development left a note for his successor george hw bush, don't let the turkeys get you down or something like that. he was close to bush and credit goes to george hw bush, turning this into a tradition by writing a lovely letter to bill clinton saying you ran against each other. you don't have to worry about me, i won't criticize you. remember, i will be rooting for you. >> host: has the transition process improved from your standpoint. >> one of the problems was no apparatus or process and the result was you could oftentimes have a new president, at the time of the cold war, looking for national security documents
to deal with the soviet union and the drawers had been cleaned out, there are procedures, now a budget, a newly elected president-elect, much bigger operation, even better in the last couple transitions, there have been national security exercises where a new president, sometimes an incoming president go to the west wing and their predecessors will tell them what to do if there is a national security prices especially if that happens an hour after you were inaugurated. >> have you done any research on the bible used over the years or the significance of the bible the president will use for his 70? ceremony? >> that is something about how the parades tell you a lot about a new president. the bibles will too. donald trump for instance it has
been recorded is going to be using a family bible. oftentimes you have a president who chooses a historical bible. i hope i'm getting this right. barack obama used a lincoln bible use reference for abraham lincoln. >> host: mike pence will use reagan's bible. >> dismissing suspense over who his political hero is. >> if you look at the role of former presidents we now have barack obama among the youngest in american history going back to teddy roosevelt to have a younger former x president so what is next to him? >> hopefully has a long life of decades which he can serve the country and that is an emblem of people who will be seen in the future so often times people live longer these days, you have presidents, former presidents have a much longer career as the next president and jimmy carter became an ex-president in 1981.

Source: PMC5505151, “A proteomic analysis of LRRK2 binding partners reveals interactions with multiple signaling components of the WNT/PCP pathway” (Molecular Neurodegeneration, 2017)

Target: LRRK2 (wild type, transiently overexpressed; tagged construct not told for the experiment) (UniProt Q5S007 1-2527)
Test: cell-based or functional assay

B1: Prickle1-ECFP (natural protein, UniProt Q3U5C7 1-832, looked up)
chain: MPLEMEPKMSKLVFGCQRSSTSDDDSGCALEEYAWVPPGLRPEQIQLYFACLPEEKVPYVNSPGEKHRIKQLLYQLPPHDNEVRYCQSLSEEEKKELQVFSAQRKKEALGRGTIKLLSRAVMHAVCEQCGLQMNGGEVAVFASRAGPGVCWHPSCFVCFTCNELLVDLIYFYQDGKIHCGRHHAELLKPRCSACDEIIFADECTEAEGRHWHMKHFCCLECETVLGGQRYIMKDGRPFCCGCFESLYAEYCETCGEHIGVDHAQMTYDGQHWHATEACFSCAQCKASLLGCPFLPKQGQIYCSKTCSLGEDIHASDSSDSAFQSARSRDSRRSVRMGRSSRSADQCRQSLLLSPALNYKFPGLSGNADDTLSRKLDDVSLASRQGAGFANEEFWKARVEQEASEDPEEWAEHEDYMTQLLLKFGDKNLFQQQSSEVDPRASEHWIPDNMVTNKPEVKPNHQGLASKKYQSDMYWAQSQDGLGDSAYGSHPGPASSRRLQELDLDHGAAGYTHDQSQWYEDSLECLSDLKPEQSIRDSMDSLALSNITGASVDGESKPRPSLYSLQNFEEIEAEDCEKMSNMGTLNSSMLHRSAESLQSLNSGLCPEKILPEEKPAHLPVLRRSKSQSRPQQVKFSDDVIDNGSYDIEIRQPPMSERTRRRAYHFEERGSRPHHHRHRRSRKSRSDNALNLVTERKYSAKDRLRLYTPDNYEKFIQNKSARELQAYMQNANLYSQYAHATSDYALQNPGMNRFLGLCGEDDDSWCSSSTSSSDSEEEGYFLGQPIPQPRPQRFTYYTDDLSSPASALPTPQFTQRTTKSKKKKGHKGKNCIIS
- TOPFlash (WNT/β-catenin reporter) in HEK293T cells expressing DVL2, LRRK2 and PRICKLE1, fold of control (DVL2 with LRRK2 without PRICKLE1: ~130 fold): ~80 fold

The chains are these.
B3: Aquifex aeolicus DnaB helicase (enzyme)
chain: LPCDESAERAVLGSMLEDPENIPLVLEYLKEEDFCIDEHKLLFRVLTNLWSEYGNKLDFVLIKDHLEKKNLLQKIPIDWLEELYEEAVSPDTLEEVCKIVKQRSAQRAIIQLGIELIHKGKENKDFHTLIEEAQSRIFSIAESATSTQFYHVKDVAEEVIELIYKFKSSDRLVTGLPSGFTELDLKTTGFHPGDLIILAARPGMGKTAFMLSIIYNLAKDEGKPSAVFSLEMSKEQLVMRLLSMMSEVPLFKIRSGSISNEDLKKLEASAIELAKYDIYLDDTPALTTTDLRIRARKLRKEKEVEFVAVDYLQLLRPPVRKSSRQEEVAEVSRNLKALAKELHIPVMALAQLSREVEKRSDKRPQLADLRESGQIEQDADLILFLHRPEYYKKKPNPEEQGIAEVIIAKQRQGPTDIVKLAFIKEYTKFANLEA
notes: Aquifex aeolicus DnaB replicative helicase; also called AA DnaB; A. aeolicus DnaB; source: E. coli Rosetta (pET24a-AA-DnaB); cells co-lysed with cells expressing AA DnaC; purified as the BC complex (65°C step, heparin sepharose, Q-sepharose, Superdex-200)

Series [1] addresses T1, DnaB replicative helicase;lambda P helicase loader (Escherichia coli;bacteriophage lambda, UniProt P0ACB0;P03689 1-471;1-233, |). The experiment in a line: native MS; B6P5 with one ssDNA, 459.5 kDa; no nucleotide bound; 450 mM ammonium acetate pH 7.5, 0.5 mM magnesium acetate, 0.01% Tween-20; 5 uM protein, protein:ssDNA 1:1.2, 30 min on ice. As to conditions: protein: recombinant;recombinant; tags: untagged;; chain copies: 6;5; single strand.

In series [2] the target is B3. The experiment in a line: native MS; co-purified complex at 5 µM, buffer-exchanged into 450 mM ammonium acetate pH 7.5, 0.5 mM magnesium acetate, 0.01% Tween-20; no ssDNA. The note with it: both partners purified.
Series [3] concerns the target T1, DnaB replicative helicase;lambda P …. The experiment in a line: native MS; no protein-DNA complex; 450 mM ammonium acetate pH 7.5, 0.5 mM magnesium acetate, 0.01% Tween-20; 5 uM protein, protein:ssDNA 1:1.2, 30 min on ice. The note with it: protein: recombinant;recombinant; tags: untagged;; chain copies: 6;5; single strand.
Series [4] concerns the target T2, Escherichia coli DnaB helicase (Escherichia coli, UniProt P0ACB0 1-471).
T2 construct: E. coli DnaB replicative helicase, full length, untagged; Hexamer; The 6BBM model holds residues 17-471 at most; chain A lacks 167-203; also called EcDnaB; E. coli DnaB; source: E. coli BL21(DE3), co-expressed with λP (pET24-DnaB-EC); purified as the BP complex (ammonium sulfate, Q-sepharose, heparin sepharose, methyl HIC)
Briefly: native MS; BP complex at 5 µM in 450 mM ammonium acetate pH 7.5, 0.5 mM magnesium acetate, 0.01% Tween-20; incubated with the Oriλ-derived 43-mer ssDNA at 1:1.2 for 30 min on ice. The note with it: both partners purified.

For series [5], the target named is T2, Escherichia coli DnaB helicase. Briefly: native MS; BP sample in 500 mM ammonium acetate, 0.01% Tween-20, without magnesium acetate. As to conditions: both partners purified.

here we are 36 years later and fortunately he is going strong and that is why you have seen this development of an office of the next president where they decide what they are going to do with their lives. that wasn't true of eisenhower when he left and harry truman had not been ill particularly but truman in retirement. >> let me conclude a question about you. why your fascination with the american president and the presidency? >> this is a story. when i was 8 years old i grew up in illinois. my family took me to springfield and i was shown the chair lincoln sat in when he read to his children and i asked, i was 8 years old, lincoln's and didn't behave well. what did he do? the guy had a disgusted look,
lincoln didn't believe in discipline. can you believe he let his brats run wild through the house, i heard that so i began with incan and children's books about other presidents. >> host: you will watch from the vantage point of nbc but what do you think the american people should expect friday? >> they should expect the new president to give a speech that heals and unifies. that is what we should expect of every president on inauguration day. many or most of the things a president does our political. a president is asking for certain programs, endorsing certain candidates. those things inevitably divide. that is true of the state of the union, the president saying to congress these are the things i want you to do. something of you will agree with, something the will not. of the idea of inauguration day
is not a new president set aside what he believes in, issues not everyone will agree with, but in the sense that he recognizes he is, as johnson used to say, president of all the people. he doesn't get many chances and this is the most important one. >> host: thank you for your time. >> guest: great to see you. >> on c-span2 we take you live just down pennsylvania avenue from the us capital navy memorial, the site of today's answer coalition and protest without a speeches including from the likes of cornell west and danny glover. it started 20 minutes ago, we are covering it live throughout the day on c-span2. >> melissa lawrence is a community supporter of the